Archive for February, 2012

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Thoughts On American Idol: Top 12 Women

February 29, 2012

Image edited from original by Brandon Heyer on Flickr, used under Creative Commons.

The voting kickoff continues with the Top 12 women contestants taking the stage. How come there got to be one more guy? I don’t know. Seacrest even highlights the fact that a woman hasn’t won the show since Jordin Sparks won season 6. You can hear the sadness in his voice. I know it’s shitty, dude. This is American Idol!

Notes: Man, Steven Tyler loves those long shirts and hats. He looks like such a tool! Also, note all the white, blonde contestants standing up there. There looks to be one, maybe two women of color onstage. Yay for diversity?

Theme: Contestants can pick any song. Same as last night.

Here are the Top 12 female performers in order of appearance on the show.

1. Chelsea Sorrell – “Cowboy Casanova” I don’t know this song, but it sounds really upbeat and rich. It was a good choice to start off the night. However, I can’t say the same for the live mix of the music or for Chelsea’s slightly delayed singing and nasal belting style. She was really awkward on the staccato parts of the buildup to the chorus. I also wish she emoted more. I failed to feel the hot, casual lust that was in the lyrics. It wasn’t a shitshow, but she could do a lot better. Also, it looks like we’ll be seeing a lot more of the Tim Riggins-lookalike fiddle player this season.

2. Erika Van Pelt – “What about Love?” For a big ballad like this Heart original, there’s the temptation to oversing like crazy, but Erika keeps things dialed back and lets her volume build and build until the big held note climax at the end. She has a lot of control in her delivery, and her deep melodic singing style reminds me of Cher (that’s a good thing in this case.) She exuded defiant confidence, and I really got into that. Kids, EVP isn’t fucking around. As Lil Wayne would say, “Go DJ! That’s my DJ!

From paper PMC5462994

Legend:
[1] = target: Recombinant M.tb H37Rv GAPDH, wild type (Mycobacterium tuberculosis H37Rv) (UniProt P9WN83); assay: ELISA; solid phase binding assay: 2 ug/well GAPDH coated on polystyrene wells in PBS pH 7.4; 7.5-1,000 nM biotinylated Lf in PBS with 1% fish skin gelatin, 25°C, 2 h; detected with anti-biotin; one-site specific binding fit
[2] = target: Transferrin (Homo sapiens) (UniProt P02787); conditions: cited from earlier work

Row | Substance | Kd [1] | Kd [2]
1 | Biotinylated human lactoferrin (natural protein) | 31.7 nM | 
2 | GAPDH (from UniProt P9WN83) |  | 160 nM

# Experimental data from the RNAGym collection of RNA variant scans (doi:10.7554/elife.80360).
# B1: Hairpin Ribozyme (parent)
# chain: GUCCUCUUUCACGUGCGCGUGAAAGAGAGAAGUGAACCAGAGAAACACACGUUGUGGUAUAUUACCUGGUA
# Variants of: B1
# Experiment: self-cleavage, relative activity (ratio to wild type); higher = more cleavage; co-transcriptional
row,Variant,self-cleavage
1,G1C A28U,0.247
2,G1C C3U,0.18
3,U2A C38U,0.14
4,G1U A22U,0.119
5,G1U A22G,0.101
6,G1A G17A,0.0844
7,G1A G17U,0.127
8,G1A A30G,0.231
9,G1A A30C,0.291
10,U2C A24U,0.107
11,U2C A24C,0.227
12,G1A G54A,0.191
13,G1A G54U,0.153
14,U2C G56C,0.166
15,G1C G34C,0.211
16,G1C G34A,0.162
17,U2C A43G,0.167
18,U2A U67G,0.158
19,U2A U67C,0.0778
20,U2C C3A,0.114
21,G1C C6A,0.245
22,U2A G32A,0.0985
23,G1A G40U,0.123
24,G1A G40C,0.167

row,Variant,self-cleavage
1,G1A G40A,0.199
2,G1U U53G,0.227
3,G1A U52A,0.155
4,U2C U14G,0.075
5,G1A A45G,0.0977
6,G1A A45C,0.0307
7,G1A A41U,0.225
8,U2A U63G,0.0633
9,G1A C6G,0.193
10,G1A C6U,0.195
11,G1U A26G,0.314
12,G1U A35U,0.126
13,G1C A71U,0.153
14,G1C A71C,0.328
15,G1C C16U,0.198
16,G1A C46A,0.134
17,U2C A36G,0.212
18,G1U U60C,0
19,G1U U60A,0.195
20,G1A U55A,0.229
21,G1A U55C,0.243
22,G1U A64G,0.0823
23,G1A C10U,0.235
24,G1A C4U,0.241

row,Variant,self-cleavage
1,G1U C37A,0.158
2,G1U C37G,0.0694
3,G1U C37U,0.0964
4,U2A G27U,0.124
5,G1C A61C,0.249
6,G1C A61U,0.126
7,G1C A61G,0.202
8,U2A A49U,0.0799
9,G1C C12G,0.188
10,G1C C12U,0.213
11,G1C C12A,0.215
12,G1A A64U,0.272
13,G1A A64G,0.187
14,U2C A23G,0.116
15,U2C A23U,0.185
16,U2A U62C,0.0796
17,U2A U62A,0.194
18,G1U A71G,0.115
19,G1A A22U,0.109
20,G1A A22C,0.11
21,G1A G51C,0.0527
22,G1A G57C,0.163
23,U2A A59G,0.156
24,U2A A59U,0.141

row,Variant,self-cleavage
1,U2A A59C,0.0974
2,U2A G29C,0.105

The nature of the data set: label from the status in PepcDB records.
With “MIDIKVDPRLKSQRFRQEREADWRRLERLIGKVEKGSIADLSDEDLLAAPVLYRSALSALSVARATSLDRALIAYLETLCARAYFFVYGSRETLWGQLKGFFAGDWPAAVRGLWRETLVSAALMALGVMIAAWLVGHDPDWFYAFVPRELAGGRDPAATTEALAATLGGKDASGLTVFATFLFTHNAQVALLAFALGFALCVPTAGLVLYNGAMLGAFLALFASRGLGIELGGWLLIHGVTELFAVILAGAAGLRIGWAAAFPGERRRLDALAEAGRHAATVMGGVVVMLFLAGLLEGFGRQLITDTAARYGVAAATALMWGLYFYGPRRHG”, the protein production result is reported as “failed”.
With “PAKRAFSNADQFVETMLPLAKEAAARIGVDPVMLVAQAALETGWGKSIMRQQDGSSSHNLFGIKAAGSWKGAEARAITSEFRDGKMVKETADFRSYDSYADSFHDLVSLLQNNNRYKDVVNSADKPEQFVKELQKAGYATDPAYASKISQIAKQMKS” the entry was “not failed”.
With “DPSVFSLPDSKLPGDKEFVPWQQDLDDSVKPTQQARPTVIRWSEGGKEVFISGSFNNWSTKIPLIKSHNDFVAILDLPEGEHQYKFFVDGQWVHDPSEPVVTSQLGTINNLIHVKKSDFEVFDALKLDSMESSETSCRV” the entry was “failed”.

3. Jen Hirsh – “One and Only” Another Adele song? Jen finds her groove late into the song, and while she’s belting like a pro, her performance feels cold and plodding. I felt like she was mugging way too much onstage, especially for a song like this. It failed to pique my interest….ZZZZZZZZZZZZ………….

4. Brielle Von Hugel – “Sittin’ on the Dock of the Bay” So she’s the one with the pushy stage parent? Well, maybe she would have coached her not to sing below her range. Jeez, the first verse sounded like a dryer cycle. Halfway into the song, Brielle found some energy and caught my attention. Her big gospel ending felt cloying and tonally inappropriate, but technically she was ok. She’s the middle of the pack.

5. Hallie Day – “Feeling Good” Jazz standards like this are done to death, but you could make the case that the “new dawn, new day, new life” lyrics work with Hallie’s backstory. Vocally Hallie was noticeably off-key, but she had a good sense of timing and command of the stage. And that big note at the end was totally earned and gave me chills! When Hallie is on she’s on, but otherwise she can be a hot mess. [Sidenote: Stop talking about Adele, judges! She’s good, but she’s one singer! And no, Lana Del Rey doesn’t count. Do you have any other cultural touchpoints?]

6. Skylar Laine – “Stay With Me” Dressed like a Mardis Gras float, Skylar lays into a song I haven’t heard of. I give her points for delivering one of the more energetic performances of the night. Her delivery was a little unintelligible, but she hit every note but the last big one (which…ouch….) Her bopping stage moves were awkward and klutzy, but maybe that will come off as endearing. I give her points for trying to be fun and not completely choking onstage.

7. Baylie Brown – “Amazed” Another country performer? And this overdone wedding staple? Baylie needs to deliver a flawless victory. How did she do? OK, remember Denise Richards’s Becky Leeman character from Drop Dead Gorgeous? Entitled, overconfident, smug, and underwhelming? Well, this is what Becky Leeman sounds like singing “Amazed.” Her performance was off-key, bleating, messy, and harsh (and her ill-fitting “don’t vote me off” dress is just icing on the cheesecake.) I hope I don’t have to listen to her failures for much longer.

8. Hollie Cavanagh – “Reflection” Are all these contestants blondes from Texas? It’s like the cabinet of the George W. Bush administration up in here! The ersatz, schmaltzy music arrangement that accompanies Hollie screams “pageant” to me. Did you notice that Hollie wasn’t really articulating the lyrics outside of “MY RE-FLE-EC-TION?” I’ll concede that for her big notes Hollie did a decent Xtina impression, but outside of that her pitch and delivery combined to form a slurry of immature singing.